Journal of Culture Collections, Volume 4, No. 1, 2004-2005, pp. 48-52
BIOCHEMICAL CHARACTERIZATION OF LACTIC ACID BACTERIA ISOLATED FROM FISH AND PRAWN
Parvathy Seema Nair* and Puthuvallil Kumaran Surendran
Division of Microbiology, Fermentation and Biotechnology, Central Institute of Fisheries Technology, Matsyapuri. P. O. Kochi, Kerala- 682 029, India; E-mail: firstname.lastname@example.org
Code number: cc05006Summary
Lactic acid bacteria (LAB) were isolated from various samples of fresh and frozen fish and prawn. Thirteen species of Lactobacillus were identified among the 64% isolates. Among them, L. plantarum was the dominant species. The remaining 36% isolates of Lactobacillus could not be assigned to any species with the available taxonomic schemes.
Lactic acid bacteria (LAB) are characterized as Gram - positive, usually non-motile, non - sporulating bacteria that produce lactic acid as a major or sole product of fermentative metabolism. Kandler and Weiss have classified Lactobacillus isolates from temperate regions according to their morphology, physiology and molecular characters . Schleifer classified LAB based on the molecular characteristics . LAB from food and their current taxonomical status have been described by many [6, 13, 14, 19]. Ringoe and Gatesoupe have prepared a review of the LAB present in fish intestine . Taxonomic studies on LAB from poikilothermic animals are rare [6, 13].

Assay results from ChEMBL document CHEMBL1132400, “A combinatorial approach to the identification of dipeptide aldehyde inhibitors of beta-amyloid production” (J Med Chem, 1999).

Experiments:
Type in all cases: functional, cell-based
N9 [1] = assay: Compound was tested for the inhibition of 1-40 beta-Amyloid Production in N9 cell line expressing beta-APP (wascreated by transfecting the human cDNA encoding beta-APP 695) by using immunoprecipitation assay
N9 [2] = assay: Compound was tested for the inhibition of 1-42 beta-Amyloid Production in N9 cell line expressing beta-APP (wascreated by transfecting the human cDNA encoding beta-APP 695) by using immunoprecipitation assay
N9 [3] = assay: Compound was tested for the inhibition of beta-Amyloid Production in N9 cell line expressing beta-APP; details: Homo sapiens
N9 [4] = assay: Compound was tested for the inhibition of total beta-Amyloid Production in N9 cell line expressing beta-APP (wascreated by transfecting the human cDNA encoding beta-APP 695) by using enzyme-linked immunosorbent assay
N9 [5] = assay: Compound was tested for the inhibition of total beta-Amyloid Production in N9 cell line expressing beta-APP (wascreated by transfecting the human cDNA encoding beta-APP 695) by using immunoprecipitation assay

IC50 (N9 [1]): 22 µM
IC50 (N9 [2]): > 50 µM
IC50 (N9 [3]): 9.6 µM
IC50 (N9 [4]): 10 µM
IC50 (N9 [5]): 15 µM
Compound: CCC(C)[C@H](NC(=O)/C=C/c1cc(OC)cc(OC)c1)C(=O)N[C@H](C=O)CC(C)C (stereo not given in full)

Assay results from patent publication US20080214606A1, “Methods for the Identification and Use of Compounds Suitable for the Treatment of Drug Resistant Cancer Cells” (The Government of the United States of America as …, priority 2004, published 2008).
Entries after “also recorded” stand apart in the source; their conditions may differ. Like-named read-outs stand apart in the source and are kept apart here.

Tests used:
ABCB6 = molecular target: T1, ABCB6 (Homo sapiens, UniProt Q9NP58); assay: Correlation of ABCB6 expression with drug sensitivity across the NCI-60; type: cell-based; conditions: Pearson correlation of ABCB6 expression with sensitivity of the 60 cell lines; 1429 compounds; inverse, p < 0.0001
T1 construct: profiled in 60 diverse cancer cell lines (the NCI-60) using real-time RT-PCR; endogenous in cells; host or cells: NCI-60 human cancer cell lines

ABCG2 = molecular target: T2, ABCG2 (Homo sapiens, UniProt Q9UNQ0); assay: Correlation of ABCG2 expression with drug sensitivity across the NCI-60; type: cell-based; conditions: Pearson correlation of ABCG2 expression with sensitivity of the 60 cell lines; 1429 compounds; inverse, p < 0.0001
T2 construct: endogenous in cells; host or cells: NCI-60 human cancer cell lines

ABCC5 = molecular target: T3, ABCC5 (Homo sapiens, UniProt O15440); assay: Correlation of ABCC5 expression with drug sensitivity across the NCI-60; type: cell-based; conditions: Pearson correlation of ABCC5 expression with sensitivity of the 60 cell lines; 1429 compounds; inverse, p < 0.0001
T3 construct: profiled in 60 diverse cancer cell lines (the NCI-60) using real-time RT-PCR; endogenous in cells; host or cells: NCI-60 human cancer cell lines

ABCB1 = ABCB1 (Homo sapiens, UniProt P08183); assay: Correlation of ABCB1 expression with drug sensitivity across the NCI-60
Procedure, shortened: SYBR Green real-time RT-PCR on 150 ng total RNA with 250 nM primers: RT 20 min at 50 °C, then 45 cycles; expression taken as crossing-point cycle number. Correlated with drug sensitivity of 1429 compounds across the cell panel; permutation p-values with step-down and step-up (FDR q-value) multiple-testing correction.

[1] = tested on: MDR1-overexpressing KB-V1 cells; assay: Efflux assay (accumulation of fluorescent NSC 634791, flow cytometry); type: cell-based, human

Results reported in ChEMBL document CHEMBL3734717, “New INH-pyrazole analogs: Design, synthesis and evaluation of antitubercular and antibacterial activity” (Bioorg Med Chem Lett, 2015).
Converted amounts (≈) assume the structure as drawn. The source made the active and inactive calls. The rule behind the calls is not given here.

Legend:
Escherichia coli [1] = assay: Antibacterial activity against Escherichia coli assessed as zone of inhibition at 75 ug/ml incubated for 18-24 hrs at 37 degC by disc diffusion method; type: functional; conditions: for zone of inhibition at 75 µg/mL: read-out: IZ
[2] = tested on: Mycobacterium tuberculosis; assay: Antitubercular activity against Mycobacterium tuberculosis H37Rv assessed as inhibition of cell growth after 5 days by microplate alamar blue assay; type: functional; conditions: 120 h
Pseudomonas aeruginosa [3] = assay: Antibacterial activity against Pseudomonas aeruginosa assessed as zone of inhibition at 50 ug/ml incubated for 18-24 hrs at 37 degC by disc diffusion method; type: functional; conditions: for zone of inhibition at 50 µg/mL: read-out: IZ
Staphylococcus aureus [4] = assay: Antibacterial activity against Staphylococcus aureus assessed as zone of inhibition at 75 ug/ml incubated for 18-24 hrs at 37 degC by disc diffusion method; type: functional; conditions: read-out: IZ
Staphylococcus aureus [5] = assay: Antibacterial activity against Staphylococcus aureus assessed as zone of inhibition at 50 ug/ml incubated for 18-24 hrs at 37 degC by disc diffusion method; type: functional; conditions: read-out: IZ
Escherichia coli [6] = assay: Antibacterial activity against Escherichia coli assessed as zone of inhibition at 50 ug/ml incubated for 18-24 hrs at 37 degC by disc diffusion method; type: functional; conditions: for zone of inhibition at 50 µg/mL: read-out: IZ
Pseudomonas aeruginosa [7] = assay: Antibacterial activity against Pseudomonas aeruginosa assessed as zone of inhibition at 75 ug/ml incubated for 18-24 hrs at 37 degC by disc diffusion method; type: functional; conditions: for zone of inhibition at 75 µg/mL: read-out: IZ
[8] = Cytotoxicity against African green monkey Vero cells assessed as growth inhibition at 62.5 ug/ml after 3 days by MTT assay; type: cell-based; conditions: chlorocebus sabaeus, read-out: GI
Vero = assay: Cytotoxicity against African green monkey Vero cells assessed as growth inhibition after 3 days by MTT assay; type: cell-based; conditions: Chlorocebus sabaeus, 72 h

The aim of the study was the isolation of LAB from fresh and frozen fish and prawn and their classification based on the morphological and biochemical characteristics.
Materials and Methods
Isolation of LAB. Fresh fish (22 Spp), frozen fish (15 Spp), fresh and frozen prawn (5 Spp) were procured from retail markets and cold storage in Kochi, packed in iceboxes and transferred to the laboratory within 2 h. MRS agar and broth were used for enumeration and culture of LAB . The samples of fish (skin with muscle) and prawns (peeled) were homogenized in a stomacher oblender using saline, serially diluted and pour plated on MRS plates. The MRS plates overlaid with MRS agar and incubated in 5 % CO2 at 37 °C for 4872 h. Well - isolated colonies with typical characteristics namely pure white, small (2-3 mm diameter) with entire margins were picked from each plate and transferred to MRS broth.